Bernard Orsman

Bernard Orsman is Super City reporter for the NZ Herald.

Cricket gets hit for high-rise

Cricket may move from Eden Park to Western Springs. Photo  / Kenny Rodger
Cricket may move from Eden Park to Western Springs. Photo / Kenny Rodger

The No 2 ground and cricket pitch at Eden Park will be replaced with residential and commercial buildings of up to nine storeys, according to documents obtained by the Weekend Herald.

The Eden Park Trust Board, weighed down with about $50 million of debt and struggling to pay for future repairs and capital works, is eyeing the No 2 ground as a financial saviour.

The idea is to follow the likes of the home of rugby at Twickenham in London, which have hotels and other operations within their grounds to generate extra income.

The Eden Park board has withheld the latest development plans while the Auckland Council stitches together a stadium strategy.

Part of the strategy involves moving domestic and test cricket to Western Springs, which would free up the No 2 ground for development.

Local residents and the public have been kept in the dark about the plans for the No 2 ground until after the council passed the stadium strategy at Thursday's budget meeting.

At the meeting, Mayor Len Brown voted against a motion from Albert-Eden-Roskill councillor Cathy Casey to delay the strategy until the trust board plans were made public.

When the plans are made public later this month, they will show buildings of up to five storeys on Sandringham Rd, rising to a maximum of nine storeys against the west stand.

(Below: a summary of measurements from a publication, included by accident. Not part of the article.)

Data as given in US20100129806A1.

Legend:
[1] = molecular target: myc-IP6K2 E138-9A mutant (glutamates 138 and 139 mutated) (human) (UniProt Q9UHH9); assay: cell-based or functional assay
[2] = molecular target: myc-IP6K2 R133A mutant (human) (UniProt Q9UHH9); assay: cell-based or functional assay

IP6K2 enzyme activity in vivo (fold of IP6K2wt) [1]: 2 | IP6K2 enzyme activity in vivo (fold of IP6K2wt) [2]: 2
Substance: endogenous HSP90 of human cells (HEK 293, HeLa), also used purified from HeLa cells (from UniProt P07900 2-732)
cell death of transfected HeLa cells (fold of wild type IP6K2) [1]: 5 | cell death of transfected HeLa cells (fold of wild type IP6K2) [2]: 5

On the Walters Rd side of the No 2 ground, buildings will be no higher than four storeys, and a 40m buffer has been left between buildings and Reimers Rd. The buffer will be used to bus fans to and from the ground.

Site coverage varies from 35 per cent of the four-storey limit fronting Sandringham Rd to 75 per cent for the nine-storey limit against the West Stand.

The plans are outlined in a submission to Auckland Council's draft Unitary Plan, a 30-year blueprint for the Super City. The submission is also understood to call for doubling the number of night games, holding concerts at Eden Park, and extending night-time hours to attract games such as State of Origin rugby league.

The submission follows an earlier proposal for a range of uses on the No 2 ground, including residential, accommodation, offices, takeaway foods and retail, which was rejected by the council. Said Dr Casey: "If Eden Park develop the No 2 ground, it will have incredible consequences for both residents and business."

Eden Park Residents' Association president Mark Donnelly said the ground was already at the maximum level of activities and impacts that the local area could be expected to bear.

He called on the council to strongly support the status quo for the No 2 ground as open space.

Auckland Cricket chief executive Mark Cameron said the sport was happy to stay at Eden Park, but was not closing the door on opportunities that could benefit cricket.

He said Auckland Cricket was "uncomfortable" about the No 2 ground being developed for commercial purposes.

Auckland Cricket has exclusive rights to use the No 2 ground from October 1 until April 15.

It and Auckland Rugby are the two beneficiaries of the trust.

- NZ Herald

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